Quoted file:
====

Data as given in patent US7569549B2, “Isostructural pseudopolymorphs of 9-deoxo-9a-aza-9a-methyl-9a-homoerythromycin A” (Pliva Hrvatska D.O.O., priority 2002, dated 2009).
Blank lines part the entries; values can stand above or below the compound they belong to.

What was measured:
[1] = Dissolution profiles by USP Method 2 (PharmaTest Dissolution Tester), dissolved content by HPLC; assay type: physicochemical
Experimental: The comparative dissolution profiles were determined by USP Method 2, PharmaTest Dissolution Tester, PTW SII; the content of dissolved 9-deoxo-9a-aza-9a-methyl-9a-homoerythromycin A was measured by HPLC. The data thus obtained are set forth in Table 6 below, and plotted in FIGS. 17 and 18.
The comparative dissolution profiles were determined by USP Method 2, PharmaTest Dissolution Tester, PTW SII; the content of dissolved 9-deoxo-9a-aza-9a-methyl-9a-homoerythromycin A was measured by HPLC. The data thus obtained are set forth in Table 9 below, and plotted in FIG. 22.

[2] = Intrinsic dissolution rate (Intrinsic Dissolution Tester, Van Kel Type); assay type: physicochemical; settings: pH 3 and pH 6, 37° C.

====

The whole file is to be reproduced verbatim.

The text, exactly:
Data as given in patent US7569549B2, “Isostructural pseudopolymorphs of 9-deoxo-9a-aza-9a-methyl-9a-homoerythromycin A” (Pliva Hrvatska D.O.O., priority 2002, dated 2009).
Blank lines part the entries; values can stand above or below the compound they belong to.

What was measured:
[1] = Dissolution profiles by USP Method 2 (PharmaTest Dissolution Tester), dissolved content by HPLC; assay type: physicochemical
Experimental: The comparative dissolution profiles were determined by USP Method 2, PharmaTest Dissolution Tester, PTW SII; the content of dissolved 9-deoxo-9a-aza-9a-methyl-9a-homoerythromycin A was measured by HPLC. The data thus obtained are set forth in Table 6 below, and plotted in FIGS. 17 and 18.
The comparative dissolution profiles were determined by USP Method 2, PharmaTest Dissolution Tester, PTW SII; the content of dissolved 9-deoxo-9a-aza-9a-methyl-9a-homoerythromycin A was measured by HPLC. The data thus obtained are set forth in Table 9 below, and plotted in FIG. 22.

[2] = Intrinsic dissolution rate (Intrinsic Dissolution Tester, Van Kel Type); assay type: physicochemical; settings: pH 3 and pH 6, 37° C.